Last week, I conducted brainstorming discussions with a few global leaders with hiring responsibilities. Here is a quick summary of the findings. It is a small group of about ten companies, but the insights were valuable (directional value only)
- About 30% of the companies said they are seeing lower External Recruitment spend
- Conversions are getting better (where it took two months, it is now taking about a month in some cases)
- Areas like Cybersecurity continues to be challenging to hire. Companies are looking all around the globe with places like Santiago- Chile has gained recent prominence
- Boomerangs have improved, and some of the talents lost two years back are coming back to them
- Largely there is no softening of the pay offered to suitable candidates. One company that typically pays at the 75th percentile said they are able to pay slightly lower than that
- Eastern Europe continues to be an essential region where companies are trying to hunt for tech talent.
Forecasting changes is a challenging task. When companies face mixed economic messages from the market, we may get short-sighted. But in Skills based economy, Recruitment, Workforce Planning, and People Analytics are as critical as Sales and revenue-generating functions. Leadership may sometimes not feel that way, but we have rich data showing casing this aspect. I have given this example before. In 2009, both Tesla and Fisker Karma were on an even setting. Many industry leaders were betting in favor of Fisker becoming the market leader for Electric vehicles. Tesla ran into several issues in vehicle design. If you recall, companies were worried too much about the economy in 2008 (rightfully). Fisker Karma did not build a proper talent acquisition function, but Elon Musk developed an excellent talent strategy, even during the downturn, with the help of his team. Elon Musk brought in one of the World’s top Vehicle Engineers, Peter Rawlinson, and the rest, as they say, is history.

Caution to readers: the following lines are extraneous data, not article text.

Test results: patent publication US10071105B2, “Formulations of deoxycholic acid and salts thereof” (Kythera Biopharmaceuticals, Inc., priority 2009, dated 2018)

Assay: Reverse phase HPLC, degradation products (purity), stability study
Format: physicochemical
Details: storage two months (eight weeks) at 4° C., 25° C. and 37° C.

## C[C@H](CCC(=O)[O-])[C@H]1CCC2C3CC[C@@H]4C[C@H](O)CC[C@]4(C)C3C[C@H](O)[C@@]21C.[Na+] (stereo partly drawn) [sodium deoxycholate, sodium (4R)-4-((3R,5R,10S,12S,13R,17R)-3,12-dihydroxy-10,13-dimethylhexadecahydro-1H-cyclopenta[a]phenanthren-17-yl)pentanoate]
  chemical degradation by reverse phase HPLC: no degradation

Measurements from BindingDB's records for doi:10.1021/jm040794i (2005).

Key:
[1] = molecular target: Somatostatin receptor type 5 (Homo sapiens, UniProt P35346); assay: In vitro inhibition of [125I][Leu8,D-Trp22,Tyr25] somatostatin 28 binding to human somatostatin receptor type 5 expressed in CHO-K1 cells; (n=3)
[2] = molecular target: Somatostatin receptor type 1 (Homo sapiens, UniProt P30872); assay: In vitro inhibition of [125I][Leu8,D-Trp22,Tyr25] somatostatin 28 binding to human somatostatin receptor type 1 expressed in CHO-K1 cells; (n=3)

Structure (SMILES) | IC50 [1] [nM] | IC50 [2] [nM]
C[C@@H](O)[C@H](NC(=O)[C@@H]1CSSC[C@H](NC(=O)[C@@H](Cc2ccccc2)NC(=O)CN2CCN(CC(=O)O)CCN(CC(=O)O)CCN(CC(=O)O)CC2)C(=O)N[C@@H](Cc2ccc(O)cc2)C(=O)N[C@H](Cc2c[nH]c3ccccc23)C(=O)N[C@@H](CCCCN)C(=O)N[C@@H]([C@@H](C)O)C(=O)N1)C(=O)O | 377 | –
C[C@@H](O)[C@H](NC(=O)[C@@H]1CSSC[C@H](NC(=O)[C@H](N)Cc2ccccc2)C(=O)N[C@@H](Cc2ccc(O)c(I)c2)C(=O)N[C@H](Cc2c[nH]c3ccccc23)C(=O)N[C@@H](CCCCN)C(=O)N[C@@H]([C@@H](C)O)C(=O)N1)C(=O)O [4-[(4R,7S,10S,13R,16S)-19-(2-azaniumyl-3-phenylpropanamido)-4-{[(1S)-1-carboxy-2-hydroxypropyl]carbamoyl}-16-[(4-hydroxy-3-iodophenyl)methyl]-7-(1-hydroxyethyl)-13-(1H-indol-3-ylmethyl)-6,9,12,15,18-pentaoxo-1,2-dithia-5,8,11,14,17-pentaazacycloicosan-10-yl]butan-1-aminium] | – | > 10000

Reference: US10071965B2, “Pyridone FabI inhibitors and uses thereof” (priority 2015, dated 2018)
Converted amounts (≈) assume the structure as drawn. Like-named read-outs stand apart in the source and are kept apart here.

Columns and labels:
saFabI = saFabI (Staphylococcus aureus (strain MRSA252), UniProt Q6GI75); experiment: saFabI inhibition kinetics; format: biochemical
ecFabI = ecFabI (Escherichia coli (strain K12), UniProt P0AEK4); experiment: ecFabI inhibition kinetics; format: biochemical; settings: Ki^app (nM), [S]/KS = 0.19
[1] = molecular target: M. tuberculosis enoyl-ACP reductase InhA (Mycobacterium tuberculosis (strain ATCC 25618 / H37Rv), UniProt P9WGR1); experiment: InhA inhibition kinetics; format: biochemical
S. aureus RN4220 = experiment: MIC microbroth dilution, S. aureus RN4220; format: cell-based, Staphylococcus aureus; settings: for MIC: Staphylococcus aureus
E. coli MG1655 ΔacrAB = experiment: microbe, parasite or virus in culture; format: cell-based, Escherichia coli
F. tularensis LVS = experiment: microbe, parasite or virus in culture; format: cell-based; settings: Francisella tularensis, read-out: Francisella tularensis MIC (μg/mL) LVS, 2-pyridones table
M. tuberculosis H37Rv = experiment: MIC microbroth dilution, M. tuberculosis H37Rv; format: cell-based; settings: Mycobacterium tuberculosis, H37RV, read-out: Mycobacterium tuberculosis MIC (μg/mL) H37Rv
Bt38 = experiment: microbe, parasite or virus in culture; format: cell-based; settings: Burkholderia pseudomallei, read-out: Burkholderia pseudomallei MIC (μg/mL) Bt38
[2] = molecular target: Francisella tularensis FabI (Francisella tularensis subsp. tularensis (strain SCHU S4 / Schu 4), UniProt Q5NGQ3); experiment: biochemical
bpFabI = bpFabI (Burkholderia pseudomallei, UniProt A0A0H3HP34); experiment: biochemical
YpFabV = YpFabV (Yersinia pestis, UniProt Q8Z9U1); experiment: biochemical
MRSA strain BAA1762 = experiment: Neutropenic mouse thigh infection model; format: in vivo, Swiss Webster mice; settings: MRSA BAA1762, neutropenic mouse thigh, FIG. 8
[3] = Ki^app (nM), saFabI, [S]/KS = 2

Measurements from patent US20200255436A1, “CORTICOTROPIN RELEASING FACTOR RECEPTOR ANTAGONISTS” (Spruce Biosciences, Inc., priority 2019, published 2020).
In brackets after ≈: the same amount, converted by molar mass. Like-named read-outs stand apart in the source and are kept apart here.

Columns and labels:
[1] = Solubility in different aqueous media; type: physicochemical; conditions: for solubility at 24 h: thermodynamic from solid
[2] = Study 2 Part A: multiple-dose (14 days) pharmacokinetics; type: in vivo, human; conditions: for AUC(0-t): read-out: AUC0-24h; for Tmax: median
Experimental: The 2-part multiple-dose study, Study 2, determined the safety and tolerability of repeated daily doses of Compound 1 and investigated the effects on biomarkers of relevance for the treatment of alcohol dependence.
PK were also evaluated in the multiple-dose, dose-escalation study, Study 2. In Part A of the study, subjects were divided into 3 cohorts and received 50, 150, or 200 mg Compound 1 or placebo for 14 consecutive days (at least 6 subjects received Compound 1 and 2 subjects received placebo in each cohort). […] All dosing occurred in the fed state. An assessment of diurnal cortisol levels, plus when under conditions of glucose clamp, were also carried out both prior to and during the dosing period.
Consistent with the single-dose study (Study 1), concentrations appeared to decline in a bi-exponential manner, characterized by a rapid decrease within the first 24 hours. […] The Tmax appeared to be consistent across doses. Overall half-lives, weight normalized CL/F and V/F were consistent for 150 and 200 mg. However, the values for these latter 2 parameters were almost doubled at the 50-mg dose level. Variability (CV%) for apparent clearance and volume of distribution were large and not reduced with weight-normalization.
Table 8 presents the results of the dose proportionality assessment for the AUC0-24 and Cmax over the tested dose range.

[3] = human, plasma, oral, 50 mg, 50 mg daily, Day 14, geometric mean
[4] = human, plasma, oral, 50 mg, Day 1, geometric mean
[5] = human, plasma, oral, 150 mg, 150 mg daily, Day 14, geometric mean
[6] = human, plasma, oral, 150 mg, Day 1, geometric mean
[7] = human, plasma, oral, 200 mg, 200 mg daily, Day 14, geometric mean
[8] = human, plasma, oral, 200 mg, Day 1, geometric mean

Dr. Suzie Sheehy (Australian Physicist) presented a riveting webinar a few days back on the physics experiments that changed the World. Dr. Sheehy referred to a quote from Lord Kelvin that surprised me. When asked about the prospects of physics in 1901, Lord Kelvin said this:
“The future truths of Physical Sciences are to be looked for in the Sixth place of Decimals” – Lord Kelvin,1901
Through this quote, Lord Kelvin declared that fundamental scientific progress is already made, and we will only make incremental refinements. From a forecasting perspective, this was dramatically wrong (no disrespect to the genius physicist), but one can certainly understand how even top leaders of the field can get caught up in the moment.
Another point of view shared by Dr. Sheehy is the limitations of forecasting through a narrow dimension. A series of futuristic pictures by Jean-Marc Côté and other artists were issued in France in 1899, 1900, 1901, and 1910. Originally in the form of paper cards enclosed and, later, as postcards, the images depicted the World as it was imagined to be like in the then distant year of 2000. One such visual is what will happen to the future of tailoring.
Note: This image is from a website called publicdomainreview.org (copyright-free images are here that can be useful for your presentations)
Due to the influence of mechanical automation, the future of tailoring was imagined as a Mechanical wonder. There are no electronics or semiconductors imagined. This type of forecasting is also a problem. The best forecast is, therefore, the one that includes proper research and getting a blend of insights from different leaders. To accurately design your talent strategy, Job Architecture must be relooked immediately. Each Function evolves differently. Here is our latest point of view on People Analytics roles and skills
Mapping Workloads that influence the Function (People Analytics in this case)
The associated global hotspots:
Mapping new roles due to the impact of Workloads (Digital Marketing)